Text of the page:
Here is a trick for you. Do you know how to get access to Wall Street Journal articles without an online subscription? Just Google (or Bing or Yahoo) the title of the article. As of this time, the Wall Street Journal has chosen to allow this “back door” to its content — but I have read that they are reconsidering this. Note – this doesn’t work for AdAge.com and some other subscription only sites. Most academics should be able to access Advertising Age articles through library databases like Business Source Premier — although I have found that they appear here a couple weeks after the print or online version.
Do you want to add more photos and images to your PowerPoints? I like to add photos of products or a company logo to remind me of an example I want to use. I will go to Google and do an “image search” for “7-11 logo”. You can then click through to the image. If you move your cursor over the top of the image and “right click” you can choose the option “Copy Image.” Then go back to the slide, right click and choose “Paste.” Resize the image as you would other PowerPoint objects. If my understanding of educational (Joe is not a lawyer) use is correct, there are no issues with copyright if you are simply using the images in your own class.
Do any of you have other ideas for adding interest to your PowerPoints?
“Brandweek’s Grand Marketer of the Year ’09: Joel Ewanick of Hyundai” Brandweek, September 14, 2009. This is a great package of story, audio, and video content. The article describes how Hyundai came to understand that customers weren’t buying new cars because they feared losing their jobs. So Hyundai promised consumers that they could return the car if that happened. Below you can see the television commercial Hyundai used on the Super Bowl to launch the program. The program resonated with consumers and spurred sales.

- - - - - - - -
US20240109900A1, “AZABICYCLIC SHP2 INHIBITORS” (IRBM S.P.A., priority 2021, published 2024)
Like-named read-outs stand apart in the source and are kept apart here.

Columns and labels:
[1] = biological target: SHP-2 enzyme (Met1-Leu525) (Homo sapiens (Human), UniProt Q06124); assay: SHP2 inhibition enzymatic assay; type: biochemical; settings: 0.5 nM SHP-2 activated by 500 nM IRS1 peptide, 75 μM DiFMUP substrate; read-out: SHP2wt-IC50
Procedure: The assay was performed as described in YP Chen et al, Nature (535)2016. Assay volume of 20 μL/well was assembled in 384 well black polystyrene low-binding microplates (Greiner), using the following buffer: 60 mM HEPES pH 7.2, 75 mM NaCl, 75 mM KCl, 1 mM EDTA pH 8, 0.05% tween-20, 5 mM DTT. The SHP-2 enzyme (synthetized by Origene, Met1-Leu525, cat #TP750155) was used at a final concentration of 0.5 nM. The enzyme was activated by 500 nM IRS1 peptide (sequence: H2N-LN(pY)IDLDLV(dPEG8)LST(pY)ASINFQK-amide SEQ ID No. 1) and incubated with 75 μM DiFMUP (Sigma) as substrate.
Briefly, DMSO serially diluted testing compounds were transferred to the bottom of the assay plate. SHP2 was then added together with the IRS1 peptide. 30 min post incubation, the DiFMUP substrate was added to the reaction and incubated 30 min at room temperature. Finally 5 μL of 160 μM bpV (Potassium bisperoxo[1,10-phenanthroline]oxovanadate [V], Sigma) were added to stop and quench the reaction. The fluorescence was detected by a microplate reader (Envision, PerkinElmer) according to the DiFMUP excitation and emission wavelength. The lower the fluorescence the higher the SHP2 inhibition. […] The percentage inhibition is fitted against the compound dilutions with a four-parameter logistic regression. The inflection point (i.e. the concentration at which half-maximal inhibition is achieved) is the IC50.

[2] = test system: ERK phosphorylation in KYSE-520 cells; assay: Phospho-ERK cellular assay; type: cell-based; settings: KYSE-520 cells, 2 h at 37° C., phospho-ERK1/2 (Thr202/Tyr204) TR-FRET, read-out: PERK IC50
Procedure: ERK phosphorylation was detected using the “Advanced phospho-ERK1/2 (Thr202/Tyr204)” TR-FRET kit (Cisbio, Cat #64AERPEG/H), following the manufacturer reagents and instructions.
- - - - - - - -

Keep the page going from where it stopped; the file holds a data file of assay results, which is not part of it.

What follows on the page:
I really enjoyed this article, “Seeing Store Shelves Through Senior Eyes,” in the Wall Street Journal, September 14, 2009 [subscription required – or click here for a back door – click the top search result for direct access.] It describes a program Kimberly Clark has used to raise the awareness of its brand managers and retailers to the challenges facing the elderly consumer. I used it in class when discussing demographic trends and the growing elderly population, but it could easily fit into discussions of marketing research, brand management, and retailing.
“PC Makers Cultivate Buyers in Rural China,” The Wall Street Journal, September 24, 2009 [subscription required or google the article title]. This short article describes how PC makers have adapted their marketing mixes to better meet the needs of relatively low income rural Chinese.